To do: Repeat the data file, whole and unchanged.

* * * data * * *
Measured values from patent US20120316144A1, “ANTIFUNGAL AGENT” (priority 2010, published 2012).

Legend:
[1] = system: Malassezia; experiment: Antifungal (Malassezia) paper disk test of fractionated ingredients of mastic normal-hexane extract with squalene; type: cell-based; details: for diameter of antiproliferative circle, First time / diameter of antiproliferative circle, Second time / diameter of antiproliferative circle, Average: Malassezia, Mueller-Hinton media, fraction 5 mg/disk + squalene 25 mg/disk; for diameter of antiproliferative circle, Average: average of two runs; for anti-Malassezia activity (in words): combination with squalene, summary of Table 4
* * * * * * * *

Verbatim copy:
Measured values from patent US20120316144A1, “ANTIFUNGAL AGENT” (priority 2010, published 2012).

Legend:
[1] = system: Malassezia; experiment: Antifungal (Malassezia) paper disk test of fractionated ingredients of mastic normal-hexane extract with squalene; type: cell-based; details: for diameter of antiproliferative circle, First time / diameter of antiproliferative circle, Second time / diameter of antiproliferative circle, Average: Malassezia, Mueller-Hinton media, fraction 5 mg/disk + squalene 25 mg/disk; for diameter of antiproliferative circle, Average: average of two runs; for anti-Malassezia activity (in words): combination with squalene, summary of Table 4